I met my wife in 2005 and she already had a kid. We became a small family. It didn’t really feel good anymore to come home from parties and sit down at the breakfast table. So one night, I had a fateful dinner with a hotelier. I was hoping he’d connect me to one of his clients like Adidas, Red Bull or T-Mobile. It seemed to make sense to find a job at a music affine lifestyle brand. Two bottles of wine and a few shots later, he convinced me to become hotel director for Lux 11, Mitte’s first boutique hotel. He said he needed someone who knows the city and who’s known by the city. Next morning I woke up with a hangover and thought: Well, that didn’t go to plan. It was a jump into the deep end, but an amazing chance at the same time.
It worked out perfectly. Since your successful start at Hotel Lux 11 in 2009, you also ran hotels like Indigo and Berlin’s music hotel nHow. What do you think are the hotel trends for the future?
There are two major trends right now. First – huge standardized places like Motel One. They’re big, affordable and efficiently designed. The services and equipment are reduced to a minimum, guests only get what they really need. The other trend is boutique and design hotels with a distinctive atmosphere, just like 25 Hours. Style and form create individual experiences for the guests. I think in the future we will see a repositioning of older hotel brands. Today’s travellers have grown up in the world’s Motel Ones and many express themselves through their choice of hotel. These people will opt for stylish places that fit their needs for individuality. So, the new mainstream hotels will be more stylish by default and adjust to the trends we see now.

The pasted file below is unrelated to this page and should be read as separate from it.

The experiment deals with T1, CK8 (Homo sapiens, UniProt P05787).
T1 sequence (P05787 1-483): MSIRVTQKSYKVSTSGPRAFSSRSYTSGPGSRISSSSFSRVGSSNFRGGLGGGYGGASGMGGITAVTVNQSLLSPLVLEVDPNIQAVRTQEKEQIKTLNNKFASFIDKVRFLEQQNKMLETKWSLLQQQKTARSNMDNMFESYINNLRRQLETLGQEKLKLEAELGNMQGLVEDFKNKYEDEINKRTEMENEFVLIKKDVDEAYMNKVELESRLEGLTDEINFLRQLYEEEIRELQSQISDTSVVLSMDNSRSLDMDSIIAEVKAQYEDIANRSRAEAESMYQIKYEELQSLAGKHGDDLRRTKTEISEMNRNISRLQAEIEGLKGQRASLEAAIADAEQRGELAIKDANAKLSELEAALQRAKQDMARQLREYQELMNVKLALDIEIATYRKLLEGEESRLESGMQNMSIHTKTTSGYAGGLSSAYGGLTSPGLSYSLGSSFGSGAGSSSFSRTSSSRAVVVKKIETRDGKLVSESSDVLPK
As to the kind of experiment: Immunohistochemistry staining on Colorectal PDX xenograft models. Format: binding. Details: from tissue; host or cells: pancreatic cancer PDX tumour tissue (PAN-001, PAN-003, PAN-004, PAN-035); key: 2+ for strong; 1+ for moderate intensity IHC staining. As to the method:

In your eyes – how has Berlin changed in the last 15 years?
The city has become a lot more organized. When we were throwing parties in the early 2000s, you’d call some phone number, arrange a location with some random guy and you would be lucky if things went halfway according to plan. It’s on a really professional level now. It lost some of its charming spontaneity, but that has more reasons. 15 years ago there were many free spaces for up for the taking. That was all part of the zeitgeist, you can’t keep the same state forever. I really like the new internationality. I feel that just the right people are coming to Berlin, from all over the world.
What’s you favourite place for food and drinks?
My favourite restaurant is the Pantry. Only few restaurants manage to create great all-round experiences, there it’s just right. Cozy armchairs, an harmonious concept, great design, music and a very friendly staff. My insider tip would be Korean restaurant Maru in Friedrichshain. The owner has dyed peroxide blonde hair and looks a little bit like a villain from a Hollywood movie. It’s an uncomplicated venue with great food. I often go there with my family.
If there was one thing in Berlin you could change, what would it be?
Berliners just love complaining. Not everything new is a threat. Cheer up people!